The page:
Why you must beware of the bull trap in an overvalued market

What is important to understand is that absolute greed has a place neither in the rising markets nor in the falling ones

Nikhil Kamath
Updated: Jan 8, 2021 05:08:41 PM UTC
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“Be fearful when others are greedy and greedy when others are fearful” - Warren Buffet

The relevance of this famous quote has been there for everyone to see this year. Buyers across the world during the March lows are now reaping benefits of their bold investments. However, the surge in global markets to all-time highs has put one question in everyone’s mind—“Is it time to be fearful?”

In my opinion, the markets, especially the benchmarks do carry a sense of overvaluation. As of December 17, the NIFTY50 was trading at a premium of 37.79 which is an all-time high. While the index as a whole may be overvalued, what we need to look for is to what degree is each company in the index/market overvalued.

There are multiple factors that have led us here. A market that is flush with liquidity due to low interest rates not only in India but low interest rates in developed economies like the US have also brought higher quantum of money to the Indian markets.

High inflation driven by supply constraints in the consumer segment has also forced consumers to look at higher risk investments in the hopes of beating the high inflation rate.

It is not easy to pinpoint when the markets will turn bearish. In the short-term, adverse news around Covid-19 and lockdowns may influence sentiment negatively causing markets to correct to a certain extent. To prevent capital erosion, one must tread carefully with adequate hedges in place to cover for the uncertainty.

For long-term investors, in terms of portfolio construction, this time calls for more of a top-down approach than a bottom-up analysis. Expensive valuations shouldn’t deter investors from spotting opportunities. In this economic environment, the macroeconomic impact is much more relevant to shake the sentiment than at normal VIX (Volatility Index) and PE (Price-to-Earnings) levels.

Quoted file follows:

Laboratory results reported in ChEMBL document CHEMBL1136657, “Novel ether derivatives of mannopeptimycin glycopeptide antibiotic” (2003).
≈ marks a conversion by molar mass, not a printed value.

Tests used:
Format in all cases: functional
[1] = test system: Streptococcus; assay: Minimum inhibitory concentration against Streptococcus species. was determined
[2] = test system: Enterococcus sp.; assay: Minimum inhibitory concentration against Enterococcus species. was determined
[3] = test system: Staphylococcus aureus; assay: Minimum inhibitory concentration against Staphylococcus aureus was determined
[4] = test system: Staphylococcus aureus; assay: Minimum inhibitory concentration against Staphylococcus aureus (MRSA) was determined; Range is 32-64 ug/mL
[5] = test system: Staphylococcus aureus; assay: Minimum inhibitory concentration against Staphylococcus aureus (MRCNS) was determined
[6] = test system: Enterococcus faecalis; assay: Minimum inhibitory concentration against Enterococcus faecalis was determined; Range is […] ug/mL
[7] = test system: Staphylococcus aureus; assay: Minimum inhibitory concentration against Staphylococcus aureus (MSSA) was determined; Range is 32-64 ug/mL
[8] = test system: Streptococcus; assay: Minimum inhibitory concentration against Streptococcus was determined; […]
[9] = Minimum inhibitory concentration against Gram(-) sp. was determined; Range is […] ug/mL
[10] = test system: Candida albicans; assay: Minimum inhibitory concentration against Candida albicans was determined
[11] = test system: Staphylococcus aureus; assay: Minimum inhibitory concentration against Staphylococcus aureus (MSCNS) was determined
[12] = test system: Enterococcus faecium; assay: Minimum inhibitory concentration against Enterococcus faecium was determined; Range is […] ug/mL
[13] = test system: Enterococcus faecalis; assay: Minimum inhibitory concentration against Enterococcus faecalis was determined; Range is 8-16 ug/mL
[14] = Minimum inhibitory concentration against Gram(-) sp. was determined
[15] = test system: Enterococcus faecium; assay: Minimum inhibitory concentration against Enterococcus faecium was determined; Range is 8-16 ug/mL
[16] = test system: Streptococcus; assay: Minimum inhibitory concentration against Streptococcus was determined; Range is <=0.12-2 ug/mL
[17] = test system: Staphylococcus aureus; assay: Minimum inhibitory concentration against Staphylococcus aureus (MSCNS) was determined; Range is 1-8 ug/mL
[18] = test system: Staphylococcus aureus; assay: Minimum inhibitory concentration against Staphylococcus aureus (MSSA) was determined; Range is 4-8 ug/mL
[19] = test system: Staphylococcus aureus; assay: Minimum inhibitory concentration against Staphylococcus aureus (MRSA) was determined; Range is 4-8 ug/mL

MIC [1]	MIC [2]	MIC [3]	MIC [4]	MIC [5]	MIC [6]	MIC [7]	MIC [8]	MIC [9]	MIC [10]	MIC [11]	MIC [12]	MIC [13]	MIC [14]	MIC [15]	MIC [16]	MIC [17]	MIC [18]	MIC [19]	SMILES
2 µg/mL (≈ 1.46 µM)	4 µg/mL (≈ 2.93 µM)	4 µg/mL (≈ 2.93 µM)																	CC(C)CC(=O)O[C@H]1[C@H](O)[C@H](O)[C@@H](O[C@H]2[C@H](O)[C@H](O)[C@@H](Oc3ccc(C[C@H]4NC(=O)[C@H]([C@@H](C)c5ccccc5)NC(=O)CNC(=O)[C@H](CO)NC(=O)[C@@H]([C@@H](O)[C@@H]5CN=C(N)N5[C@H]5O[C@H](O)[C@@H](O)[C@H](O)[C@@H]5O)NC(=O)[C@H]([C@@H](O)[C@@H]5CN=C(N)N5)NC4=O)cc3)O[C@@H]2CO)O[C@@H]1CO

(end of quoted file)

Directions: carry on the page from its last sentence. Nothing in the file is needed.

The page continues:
For example, if the delivery of the Covid-19 vaccines is supported by good logistics and deliveries are efficient, the imminent positive impact can be mapped on aviation-related enterprises due to pent up demand, festivities, and commercial travel among other factors. If successful, the secondary market impact include airport traffic, cab bookings in the metropolitan cities and improved seating capacity in an aircraft.

Another thing that should be monitored is the law of averages. Nifty has been rallying unidirectionally since the beginning of November, without proper pullbacks. That is not a healthy display of a trend, even if the ground level valuations were justified. This implies that the market needs to find the new mean and a reversion upon discovery is pending. It might not be a reversal in the sentiment or trend but at least it is safe to say that a correction or pullback is in order in the near term considering the law of averages.

New investors, who spawned during the bull market, are prone to make purchases in lieu of peer demand. We all know that anyone who has made an investment post-March, and held on for even a quarter, made decent returns. When most people, especially a cohort of retailers make decent returns in the short term, they end up attracting a mass to indulge in similar activities with similar expectations. Unfortunately, this mass may not be equipped with a similar risk appetite as the more experienced investors.

There are a few ways to provide safety to a standard portfolio, among which one that will also suit a vanilla investor, is asset diversification. By introducing a debt component, both short-term and long-term, one can secure a natural hedge against any economic instability. This can also protect investors if their sectoral exposure is higher on financial services in certain situations.

On the other hand, by introducing a precious commodity component such as gold or silver, a portfolio can secure another natural hedge towards more qualitative uncertainties such as those that are political and cultural in nature. The good news today, is that one may not have to purchase physical commodities anymore. Today gold can be purchased in the form of ETFs which are transparent and easy to track.

Finally, what is important to understand is that absolute greed has a place neither in the rising markets nor in the falling ones. Every investor, just like their investments, has to go through certain learning curves and cycles. Seeking shortcuts and having unrealistic expectations on returns might fetch results in the short term, but it will be just as unhealthy as a rally without periodic corrections or high PE stock with dwindling on ground valuation relative to the peers.

The writer is co-founder and CIO of investment firm True Beacon and online stock trading platform Zerodha

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